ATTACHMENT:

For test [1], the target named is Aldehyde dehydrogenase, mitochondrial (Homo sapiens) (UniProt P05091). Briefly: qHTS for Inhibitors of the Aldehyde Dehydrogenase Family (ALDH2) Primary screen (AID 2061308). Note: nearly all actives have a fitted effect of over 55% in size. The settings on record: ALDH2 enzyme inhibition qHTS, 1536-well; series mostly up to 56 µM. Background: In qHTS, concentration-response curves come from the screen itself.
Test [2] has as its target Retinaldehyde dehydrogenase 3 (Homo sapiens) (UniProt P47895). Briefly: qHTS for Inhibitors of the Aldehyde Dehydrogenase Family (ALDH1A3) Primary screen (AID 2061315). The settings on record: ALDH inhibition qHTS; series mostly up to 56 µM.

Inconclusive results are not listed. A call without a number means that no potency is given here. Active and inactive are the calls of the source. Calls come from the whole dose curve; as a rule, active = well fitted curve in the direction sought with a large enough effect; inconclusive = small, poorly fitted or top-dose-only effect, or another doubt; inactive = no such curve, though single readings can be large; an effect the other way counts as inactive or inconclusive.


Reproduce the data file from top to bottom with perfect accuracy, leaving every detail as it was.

For test [1], the target named is Aldehyde dehydrogenase, mitochondrial (Homo sapiens) (UniProt P05091). Briefly: qHTS for Inhibitors of the Aldehyde Dehydrogenase Family (ALDH2) Primary screen (AID 2061308). Note: nearly all actives have a fitted effect of over 55% in size. The settings on record: ALDH2 enzyme inhibition qHTS, 1536-well; series mostly up to 56 µM. Background: In qHTS, concentration-response curves come from the screen itself.
Test [2] has as its target Retinaldehyde dehydrogenase 3 (Homo sapiens) (UniProt P47895). Briefly: qHTS for Inhibitors of the Aldehyde Dehydrogenase Family (ALDH1A3) Primary screen (AID 2061315). The settings on record: ALDH inhibition qHTS; series mostly up to 56 µM.

Inconclusive results are not listed. A call without a number means that no potency is given here. Active and inactive are the calls of the source. Calls come from the whole dose curve; as a rule, active = well fitted curve in the direction sought with a large enough effect; inconclusive = small, poorly fitted or top-dose-only effect, or another doubt; inactive = no such curve, though single readings can be large; an effect the other way counts as inactive or inconclusive.